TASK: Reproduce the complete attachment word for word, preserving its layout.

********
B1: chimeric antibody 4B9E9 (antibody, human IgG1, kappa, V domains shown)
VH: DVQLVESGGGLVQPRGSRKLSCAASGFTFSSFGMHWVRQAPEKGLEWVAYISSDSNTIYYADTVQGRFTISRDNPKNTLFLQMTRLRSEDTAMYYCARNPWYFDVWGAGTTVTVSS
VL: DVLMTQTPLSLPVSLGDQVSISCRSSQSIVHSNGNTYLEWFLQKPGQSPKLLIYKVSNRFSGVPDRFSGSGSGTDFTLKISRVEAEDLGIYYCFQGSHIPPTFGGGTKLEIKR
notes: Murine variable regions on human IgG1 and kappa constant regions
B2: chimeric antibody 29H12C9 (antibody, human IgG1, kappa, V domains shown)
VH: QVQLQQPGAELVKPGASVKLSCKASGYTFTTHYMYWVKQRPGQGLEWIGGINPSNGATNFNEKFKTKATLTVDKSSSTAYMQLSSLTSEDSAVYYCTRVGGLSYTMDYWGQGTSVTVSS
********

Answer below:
B1: chimeric antibody 4B9E9 (antibody, human IgG1, kappa, V domains shown)
VH: DVQLVESGGGLVQPRGSRKLSCAASGFTFSSFGMHWVRQAPEKGLEWVAYISSDSNTIYYADTVQGRFTISRDNPKNTLFLQMTRLRSEDTAMYYCARNPWYFDVWGAGTTVTVSS
VL: DVLMTQTPLSLPVSLGDQVSISCRSSQSIVHSNGNTYLEWFLQKPGQSPKLLIYKVSNRFSGVPDRFSGSGSGTDFTLKISRVEAEDLGIYYCFQGSHIPPTFGGGTKLEIKR
notes: Murine variable regions on human IgG1 and kappa constant regions
B2: chimeric antibody 29H12C9 (antibody, human IgG1, kappa, V domains shown)
VH: QVQLQQPGAELVKPGASVKLSCKASGYTFTTHYMYWVKQRPGQGLEWIGGINPSNGATNFNEKFKTKATLTVDKSSSTAYMQLSSLTSEDSAVYYCTRVGGLSYTMDYWGQGTSVTVSS